Showing posts from August, 2007

Horses on Children's TV

A post on Mutterings and Meanderings' blog reminded me of the horsey programmes I used to watch. My absolute favourite horsey programme was White Horses , which for those of you not lucky enough to be born when I was, was a German programme about a Lipizzaner stud, dubbed into English. I think there's a certain section of horsey society out there who can sing along with every single word of the theme song. And Boris, ah Boris.... there was a horse. Ferreting about on the internet when I should have been doing other things, I found this site , dedicated to the series, and which is going to re-issue it on DVD. Oooooooh.... oooooooooooh. When it's out, I shall buy one, and an extremely large box of chocolates and watch it all with my sister, my partner in our television crimes. Fortunately White Horses was on BBC1 as for most of my childhood we had a tv that only received BBC1, and when we did get a telly that got more chanels, my mother issued an edict that ITV was bad a

A new pony books blog

There's a new blog on pony books : it's started off with Diana Pullein-Thompson's Donkey Race and is going to feature all of the Pullein-Thompsons' books. Donkey Race isn't one I've actually come across, but having read the review I'm going to try and find one!

What I've been reading: a mixed bag

I've been keeping the office ticking over this month as the family are home, which does have the useful side effect of letting me catch up on my reading. I was asked last weeks to identify a book (it was Three Great Pony Stories) which includes Joanna Cannan's They Bought Her A Pony . This, I suppose, as it was printed in a couple of anthologies was the easiest Joanna Cannan to get hold of before Fidra started their reprints, but it's never been my favourite. Once I had dug out the copy I have I decided to read it again: I wondered before I started it again whether distance would have leant any enchantment (it took me a few years to appreciate K.M. Peyton's Fly-by-Night ). Alas, it still left me with a vague feeling of dissatisfaction. They Bought Her a Pony is the only title of JC's (I don't count Hamish) not written in the third person, and I wonder if that is why the book doesn't quite work for me. JC is much better, I think, at revealing nuances of cha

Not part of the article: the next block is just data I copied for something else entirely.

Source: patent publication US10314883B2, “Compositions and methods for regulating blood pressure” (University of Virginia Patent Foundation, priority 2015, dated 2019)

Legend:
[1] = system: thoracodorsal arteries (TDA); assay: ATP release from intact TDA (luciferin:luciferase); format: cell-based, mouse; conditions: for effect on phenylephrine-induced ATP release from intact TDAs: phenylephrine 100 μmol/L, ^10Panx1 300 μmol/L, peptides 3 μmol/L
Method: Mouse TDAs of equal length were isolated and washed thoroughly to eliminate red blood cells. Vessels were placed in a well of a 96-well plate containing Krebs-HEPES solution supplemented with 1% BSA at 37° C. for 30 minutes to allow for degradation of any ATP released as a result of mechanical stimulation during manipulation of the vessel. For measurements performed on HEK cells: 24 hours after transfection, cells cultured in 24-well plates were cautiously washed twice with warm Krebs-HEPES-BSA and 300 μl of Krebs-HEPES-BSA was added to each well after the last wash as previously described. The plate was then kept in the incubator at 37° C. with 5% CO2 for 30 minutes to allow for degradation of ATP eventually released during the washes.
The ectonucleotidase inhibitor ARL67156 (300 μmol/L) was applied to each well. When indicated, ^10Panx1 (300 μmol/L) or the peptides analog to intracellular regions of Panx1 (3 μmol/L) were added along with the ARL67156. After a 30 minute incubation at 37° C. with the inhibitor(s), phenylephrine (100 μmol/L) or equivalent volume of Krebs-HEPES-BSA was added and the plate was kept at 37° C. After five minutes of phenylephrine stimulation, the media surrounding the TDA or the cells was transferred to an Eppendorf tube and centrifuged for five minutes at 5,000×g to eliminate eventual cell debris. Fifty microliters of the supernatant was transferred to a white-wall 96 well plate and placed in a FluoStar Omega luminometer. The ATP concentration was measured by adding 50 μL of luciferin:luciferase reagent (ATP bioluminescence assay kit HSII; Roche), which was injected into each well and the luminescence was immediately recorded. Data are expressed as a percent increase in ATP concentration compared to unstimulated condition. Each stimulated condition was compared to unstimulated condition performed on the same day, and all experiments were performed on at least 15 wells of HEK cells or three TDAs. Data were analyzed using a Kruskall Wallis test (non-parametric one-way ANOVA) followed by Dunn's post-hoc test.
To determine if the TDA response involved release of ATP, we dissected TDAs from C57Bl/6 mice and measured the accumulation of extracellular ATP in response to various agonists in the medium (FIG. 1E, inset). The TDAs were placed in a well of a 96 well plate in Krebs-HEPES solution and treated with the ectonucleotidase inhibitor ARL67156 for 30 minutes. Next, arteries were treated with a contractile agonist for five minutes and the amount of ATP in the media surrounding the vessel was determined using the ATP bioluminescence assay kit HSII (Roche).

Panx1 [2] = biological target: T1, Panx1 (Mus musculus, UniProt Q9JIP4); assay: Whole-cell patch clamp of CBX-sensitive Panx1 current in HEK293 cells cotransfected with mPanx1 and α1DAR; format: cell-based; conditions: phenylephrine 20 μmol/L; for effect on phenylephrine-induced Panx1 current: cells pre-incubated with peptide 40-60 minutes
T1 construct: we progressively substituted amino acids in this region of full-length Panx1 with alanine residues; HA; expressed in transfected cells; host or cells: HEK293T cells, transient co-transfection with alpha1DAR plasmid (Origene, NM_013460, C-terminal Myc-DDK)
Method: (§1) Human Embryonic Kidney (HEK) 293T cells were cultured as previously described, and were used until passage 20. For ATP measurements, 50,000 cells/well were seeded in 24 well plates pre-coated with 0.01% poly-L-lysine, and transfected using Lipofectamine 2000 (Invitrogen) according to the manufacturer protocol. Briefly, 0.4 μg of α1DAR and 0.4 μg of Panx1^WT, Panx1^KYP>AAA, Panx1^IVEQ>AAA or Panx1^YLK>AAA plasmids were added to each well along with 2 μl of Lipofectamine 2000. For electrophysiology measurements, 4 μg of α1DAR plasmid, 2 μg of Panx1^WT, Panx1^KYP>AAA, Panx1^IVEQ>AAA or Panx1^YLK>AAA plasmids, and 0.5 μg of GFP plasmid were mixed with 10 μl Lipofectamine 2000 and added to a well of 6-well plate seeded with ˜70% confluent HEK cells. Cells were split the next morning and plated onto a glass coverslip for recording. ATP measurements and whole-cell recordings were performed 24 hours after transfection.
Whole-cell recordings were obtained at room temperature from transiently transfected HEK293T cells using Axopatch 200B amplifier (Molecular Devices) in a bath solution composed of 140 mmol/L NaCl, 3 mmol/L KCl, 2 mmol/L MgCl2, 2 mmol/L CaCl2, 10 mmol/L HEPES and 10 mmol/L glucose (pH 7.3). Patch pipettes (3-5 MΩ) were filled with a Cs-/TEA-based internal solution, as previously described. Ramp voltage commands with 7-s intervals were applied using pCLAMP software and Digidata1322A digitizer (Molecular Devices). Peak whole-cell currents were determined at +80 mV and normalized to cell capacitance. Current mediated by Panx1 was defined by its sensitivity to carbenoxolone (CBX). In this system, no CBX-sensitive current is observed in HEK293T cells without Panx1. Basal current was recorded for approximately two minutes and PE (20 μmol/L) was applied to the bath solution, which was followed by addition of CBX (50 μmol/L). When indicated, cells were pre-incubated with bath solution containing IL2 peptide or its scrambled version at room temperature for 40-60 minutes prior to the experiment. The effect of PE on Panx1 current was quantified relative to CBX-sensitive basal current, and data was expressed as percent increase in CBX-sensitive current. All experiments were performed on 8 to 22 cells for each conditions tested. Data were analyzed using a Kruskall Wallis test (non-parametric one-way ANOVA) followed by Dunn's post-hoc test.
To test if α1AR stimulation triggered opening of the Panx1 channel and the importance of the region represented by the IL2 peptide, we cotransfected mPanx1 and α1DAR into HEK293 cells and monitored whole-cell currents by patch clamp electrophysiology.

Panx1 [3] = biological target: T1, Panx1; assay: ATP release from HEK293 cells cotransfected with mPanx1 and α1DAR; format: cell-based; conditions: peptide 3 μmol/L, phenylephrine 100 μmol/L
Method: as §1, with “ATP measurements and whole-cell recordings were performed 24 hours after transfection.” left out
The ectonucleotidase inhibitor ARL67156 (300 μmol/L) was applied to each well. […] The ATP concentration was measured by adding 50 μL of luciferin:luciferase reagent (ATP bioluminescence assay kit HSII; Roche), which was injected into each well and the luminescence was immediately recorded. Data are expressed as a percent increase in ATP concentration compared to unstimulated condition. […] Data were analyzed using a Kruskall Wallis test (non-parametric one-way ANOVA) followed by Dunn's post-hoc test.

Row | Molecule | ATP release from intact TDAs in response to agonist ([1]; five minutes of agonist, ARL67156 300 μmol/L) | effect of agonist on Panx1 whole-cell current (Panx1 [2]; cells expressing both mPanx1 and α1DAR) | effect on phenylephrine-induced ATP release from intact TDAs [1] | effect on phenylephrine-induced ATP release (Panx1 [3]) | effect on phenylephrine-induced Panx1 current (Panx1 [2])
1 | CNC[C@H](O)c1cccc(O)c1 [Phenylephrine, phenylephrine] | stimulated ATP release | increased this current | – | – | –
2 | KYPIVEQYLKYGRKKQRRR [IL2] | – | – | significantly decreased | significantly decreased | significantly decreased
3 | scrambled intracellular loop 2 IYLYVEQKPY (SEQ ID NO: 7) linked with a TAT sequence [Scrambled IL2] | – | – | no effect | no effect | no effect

The Flat Pack Tractor

It's true. Here it is: the flatpack tractor. We spent the weekend at one of my sister-in-law's in Cornwall, and they take the Smallholder magazine. I always love reading about other peoples' chickens etc, so dived in, and found the Flatpack Tractor. I just hope it has more comprehensible instructions than some flat packs I've dealt with in my life. Like most of the UK population, I've done my share of trawling round the hellhole that is Ikea (but gave up some years ago - I don't care how cheap it is. Being surrounded by other peoples' miserable, bawling kids who would rather be anywhere else other than there is vile, and I'm not going to do it anymore.) Apparently there are 10 different construction tasks for the tractor, each of which should take an hour. I suppose this is the sort of thing you're not going to buy if you're the average hopeless goop who doesn't know how to use a screwdriver, but all the same, I'd love to k

Go Fug Yourself

I do love Go Fug Yourself , oh I do. I'm not immune to the occasional (alright, frequent) fashion disaster myself. It took me years to finally admit to myself that I was never going to go back to my scrawny pre-pregnant self, and that it might be an idea to dress accordingly, but alarmingly I am not alone in being clueless. I've just spent a morning sitting in one of Wellingborough's coffee bars - goodness, we now have a Costa Coffee - is this good or bad - but anyway; they have large plate glass windows, ideal for studying those walking by. All that fat wobbling away over low waistbands, and those wide, low slung belts worn at the widest part of one's wide, low slung self, the tight T-shirts clinging to every roll ...... and white boots. The cheering thing about Go Fug Yourself is seeing people who frankly should know better (and have the dosh to employ a stylist) getting it gloriously, and spectacularly wrong. Which I suppose does not say good things about my ch